DNA bases were called to obtain simplex and duplex reads by the dorado program ver. 0.3.0 ( in SUP mode (model dna_r10.4.1_e8.2_400bps_sup@v4.2.0) on a Linux server in our laboratory. For the duplex read base calling, the additional option “–min-qscore 10” was used. The obtained raw reads were filtered by length with the NanoFilt program39 as reported previously4. The raw duplex reads were further selected as follows. First, to improve alignment quality, an individual reference sequence for each sample was generated. Briefly, the reads were aligned onto a pangenomic region of the HXB2 sequence (790–9719 nt) by the minimap2 program (ver. 2.24) with the option “-a -x map-ont -A 2 -O 24,24 -E 2,2 –secondary = no” to avoid ambiguous mapping and unnecessary gap opening. When an aligned read contained a “ZZ–YXXXX (X ≠ Y, Y ≠ Z)” sequence context, in which [X, Y, Z] and [–] represent given bases and a deletion, respectively, the context was corrected to “ZZY–XXXX” through our in-house program. This correction was added because in nanopore sequencing, one-base deletion errors generally occur more frequently in long homopolymer regions than in nonhomopolymeric regions12. Next, a consensus sequence generated based on the aligned reads was compared with the HXB2 reference sequence. The discordant bases between the consensus and reference at the corresponding genome positions were converted on the HXB2 sequence template, and a sample-specific reference sequence was generated. Moreover, the reads were aligned onto the sample-specific reference sequence by minimap2 with the same option. Each “ZZ–YXXXX” context within a read was corrected in the manner described above. Finally, at least 100 raw duplex reads containing the entire vCDS of the HIV-1 genome (790–9417 bp between gag and nef in HXB2) were selected and obtained from each sample for further analyses. All 100 raw duplex reads containing the entire vCDSs of the HIV-1 genome (positions 790–9417 nt between gag and nef in HXB2) were selected and obtained from each sample for further analyses. Samples with less than 100 raw reads were excluded from the subsequent analyses. Of note, in this study, approximately 30,000 raw simplex reads were required to obtain more than 100 reads with the entire vCDSs.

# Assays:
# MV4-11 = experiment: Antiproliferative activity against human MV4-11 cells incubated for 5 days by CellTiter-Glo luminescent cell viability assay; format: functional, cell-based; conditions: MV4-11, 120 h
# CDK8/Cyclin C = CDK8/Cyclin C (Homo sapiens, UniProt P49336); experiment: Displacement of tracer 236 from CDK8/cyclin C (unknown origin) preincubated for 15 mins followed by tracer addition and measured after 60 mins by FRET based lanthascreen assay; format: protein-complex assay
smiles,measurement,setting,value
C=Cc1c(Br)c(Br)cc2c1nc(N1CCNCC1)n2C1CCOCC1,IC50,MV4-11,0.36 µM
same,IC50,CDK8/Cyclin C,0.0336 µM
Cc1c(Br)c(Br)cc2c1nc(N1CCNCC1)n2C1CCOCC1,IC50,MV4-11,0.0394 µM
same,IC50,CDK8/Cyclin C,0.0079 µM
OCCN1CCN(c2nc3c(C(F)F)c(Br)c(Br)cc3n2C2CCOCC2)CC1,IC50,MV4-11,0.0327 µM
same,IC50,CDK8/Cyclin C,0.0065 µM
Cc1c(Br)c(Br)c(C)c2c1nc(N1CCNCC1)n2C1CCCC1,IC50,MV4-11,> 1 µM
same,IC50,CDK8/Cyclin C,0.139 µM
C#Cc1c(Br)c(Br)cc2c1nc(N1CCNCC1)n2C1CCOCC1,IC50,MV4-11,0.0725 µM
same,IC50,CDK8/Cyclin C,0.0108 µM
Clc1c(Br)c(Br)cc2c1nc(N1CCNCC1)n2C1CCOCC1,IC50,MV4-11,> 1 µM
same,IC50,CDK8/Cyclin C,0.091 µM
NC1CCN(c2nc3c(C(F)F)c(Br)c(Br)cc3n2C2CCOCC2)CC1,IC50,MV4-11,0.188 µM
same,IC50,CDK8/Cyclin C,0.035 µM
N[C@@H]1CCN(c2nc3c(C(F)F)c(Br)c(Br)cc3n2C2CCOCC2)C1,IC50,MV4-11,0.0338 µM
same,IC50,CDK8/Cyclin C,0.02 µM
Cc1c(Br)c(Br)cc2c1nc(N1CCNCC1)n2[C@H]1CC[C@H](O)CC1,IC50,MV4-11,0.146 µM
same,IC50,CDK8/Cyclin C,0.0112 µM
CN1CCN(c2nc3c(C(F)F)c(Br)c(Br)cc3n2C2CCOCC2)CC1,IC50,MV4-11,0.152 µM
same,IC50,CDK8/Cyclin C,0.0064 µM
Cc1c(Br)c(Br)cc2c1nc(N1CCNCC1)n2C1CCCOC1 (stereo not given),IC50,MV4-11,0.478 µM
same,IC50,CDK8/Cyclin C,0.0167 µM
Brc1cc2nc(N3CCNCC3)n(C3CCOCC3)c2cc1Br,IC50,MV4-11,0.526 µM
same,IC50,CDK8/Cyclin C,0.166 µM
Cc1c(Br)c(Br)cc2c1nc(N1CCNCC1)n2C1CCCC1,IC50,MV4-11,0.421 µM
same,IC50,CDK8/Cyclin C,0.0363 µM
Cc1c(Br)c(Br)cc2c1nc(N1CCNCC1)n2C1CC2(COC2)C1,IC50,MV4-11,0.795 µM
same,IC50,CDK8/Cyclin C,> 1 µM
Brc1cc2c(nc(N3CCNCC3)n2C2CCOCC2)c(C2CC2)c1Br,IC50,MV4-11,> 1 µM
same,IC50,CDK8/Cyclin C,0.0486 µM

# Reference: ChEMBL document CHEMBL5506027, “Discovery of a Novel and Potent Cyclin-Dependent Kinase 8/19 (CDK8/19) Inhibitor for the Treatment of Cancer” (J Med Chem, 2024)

Sequence data analyses

In our analytical protocol, we have used the in-house PERL scripts and publicly available programs such as dorado ( [the version 0.3.0 was used for the test]), samtools ( [the version 1.1]), NanoFilt ( [the version 2.8.0])39, and minimap2 ( [the version 2.24]). The PERL scripts are available in GitHub ( In addition, examples of Shell scripts for automatic program execution (, and are also available in the GitHub site. Because the exemplified Shell scripts are written at the specific settings of “minit” as the user name and “/home/minit/nanopore/tools/” as the location of the scripts on a Linux environment, customization of paths to the programs and scripts may be required for a user who adopts a different computer environment. When the main Shell script ( is placed on /home/minit/nanopore/tools/, it may work using the following command: /home/minit/nanopore/tools/ (full path to “pod5” directory) (full path to working directory).

In this study, we performed base calling and sequence data analyses on a Linux server (Ubuntu 20.04) with NVIDIA RTX A5000 and the Intel Core i9-10980XE (18 CPU cores) in our laboratory. The rate-limiting process was the base calling with the SUP mode. We have confirmed that the scripts work on a Mac OS computer with M2 chip and Ubuntu 20.04 on the Windows Subsystem for Linux 2 in a Windows 11 computer with NVIDIA GeForce GTX 1650 Ti, upon individual customization of the Shell scripts for each environment. However, compared to the Linux server, the other two computers displayed quite low analytical speeds, especially at the base calling.

Detection of mutations

Individual viral gene sequences were aligned from duplex reads covering the entire vCDS based on the HIV-1 HXB2 reference sequence. The intrasample occupancies of the nucleotide and amino acid mutations at each position were analyzed by in-house programs. HIV-1 DR mutations were scored according to the ANRS algorithm (V34, November 2023) ( The coreceptor usage of HIV-1 for each sequencing read was predicted by submitting the V3 region sequences to the Geno2pheno[coreceptor] server ( with the geno2pheno-C_NGS-Sanger algorithm20.

Determination of HIV-1 subtypes

Using the entire vCDS, clusters were first estimated using the Sumaclust program (ver. 1.0.36)40 with the option “-t 0.99”. Subtyping was achieved with the jpHMM-HIV (ver. Mar 2015)15 using vCDSs located at the centers of clusters with > 1% of intrasample occupancies.

Phylogenetic tree analysis

Phylogenetic tree analysis of the entire vCDS from duplex reads was performed by multiple alignment including the HXB2 reference sequence, using MAFFT (ver. 7.372)41. A neighbor-joining tree was constructed with rapidNJ ver. 2.2.2 ( by 500 replicates of bootstrap tests. The tree results were drawn with FigTree ver. 1.4.4 (

Analysis of coexisting mutations

Nonrandom linkage between mutations was assessed on the basis of the r2 score of linkage disequilibrium42. Each pair of coexisting mutations with r2 > 0.5 was screened42 and a positive or negative correlation was assessed. In the event of a mixed infection patient, a relatively stringent r2 score (> 0.9) was set to detect coexisting mutations with positively correlated linkages in individual read sequences of the HIV-1 pangenome.

Estimation of genetic distance

Genetic diversity among vCDSs within duplex reads per sample was analyzed by multiple alignments using MAFFT program (ver. 7.372)41. The uncorrected distance matrix was calculated by the distmat tool implemented in EMBOSS-6.6.0 (, and averages of the distances were obtained. These calculated distances represent substitution values per 100 bases as genetic distances among nanopore-sequencing reads.

Statistical tests

The non-parametric multiple comparison test, Mann–Whitney U test and Spearman’s rank-order correlation were performed for nonparametric tests using Prism 9 software (GraphPad).